World Health Day 2017, Indonesia: Depression, Let’s Talk

19th April 2017

April 7th is celebrated as International World Health Day, which this year highlighted the theme of dpression. Estimates show there were over 9 million people with depression and over 8 million people with anxiety in Indonesia in 2015. This places the country in second place in terms of prevalence in the South-East Asia, after India. This may partly be due to the fact that in Indonesia, people tend to be more reluctant to seek help out of fear of being stigmatised. 

The Let’s Talk project aims to change people’s attitude towards depression, in the hope that they will be more aware of their level of stress, burn out and willing to find support when they face problems. 

It is important to recognize the overlap between depression and dementia. According to research in USA, more than 1 out of 3 caregivers of people with dementia report that their health has gotten worse due to care responsibilities, compared to 1 out of 5 caregivers for older people without dementia. Also, depression and anxiety are more common among dementia caregivers than among people providing care for individuals with certain other conditions.

In light of these issues, Alzheimer’s Indonesia and the Ministry of Health (supported by the Faculty of Medicine Atma Jaya University, WHO, and HelpAge Indonesia 'Yayasan Emong Lansia' and Yayasan Pulih) held an event: Depression, Let’s Talk on 8th of April, 2017 for approximately 600 participants who were offered a burn out test, early detection for dementia, a talk show about depression, and consultations with volunteer psychologists.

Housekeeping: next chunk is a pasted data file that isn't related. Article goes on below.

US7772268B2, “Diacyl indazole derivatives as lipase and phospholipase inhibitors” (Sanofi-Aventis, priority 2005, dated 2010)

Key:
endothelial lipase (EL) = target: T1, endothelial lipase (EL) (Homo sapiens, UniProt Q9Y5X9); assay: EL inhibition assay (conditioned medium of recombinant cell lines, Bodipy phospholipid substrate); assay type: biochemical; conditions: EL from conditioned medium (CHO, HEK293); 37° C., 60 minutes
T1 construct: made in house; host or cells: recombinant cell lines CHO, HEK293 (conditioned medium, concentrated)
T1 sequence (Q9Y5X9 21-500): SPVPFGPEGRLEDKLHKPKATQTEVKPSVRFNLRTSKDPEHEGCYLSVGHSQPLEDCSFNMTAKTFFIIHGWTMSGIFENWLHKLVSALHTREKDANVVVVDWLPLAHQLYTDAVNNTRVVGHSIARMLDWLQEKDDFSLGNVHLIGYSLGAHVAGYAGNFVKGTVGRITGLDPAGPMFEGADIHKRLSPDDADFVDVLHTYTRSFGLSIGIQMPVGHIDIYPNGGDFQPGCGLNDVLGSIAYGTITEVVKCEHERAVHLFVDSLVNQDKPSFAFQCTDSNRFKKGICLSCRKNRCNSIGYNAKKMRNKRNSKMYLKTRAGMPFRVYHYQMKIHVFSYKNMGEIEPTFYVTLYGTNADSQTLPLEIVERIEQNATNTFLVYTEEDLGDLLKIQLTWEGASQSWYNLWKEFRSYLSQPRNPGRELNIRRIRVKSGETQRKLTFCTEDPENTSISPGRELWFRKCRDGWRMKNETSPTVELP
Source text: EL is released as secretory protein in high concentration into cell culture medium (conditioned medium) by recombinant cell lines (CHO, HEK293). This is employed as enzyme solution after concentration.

The program is one of the “road to Regional Conference on Alzheimer’s” in November 2017 in Jakarta. It will be followed by further programs, including a book launch, film competition, and more. Similar events will be held in Geneva, Switzerland and Denhaag, The Netherlands.

For more info, please visit:

Written by: Dian Purnomo – Alzheimer’s Indonesia

Dian joined Alzheimer’s Indonesia as volunteer in 2013, and managed to help the organization receive funding from Grand Challenges Canada for Kickstarting Awareness of Alzheimer’s in Indonesia. She also helped to write the 1st book ever about people living with Alzheimer’s and the journey of caregivers in Indonesia. After stepping down as Executive Director of ALZI, she focused more on Dementia Care Skills Training to improve the quality life of people living with Dementia in Indonesia.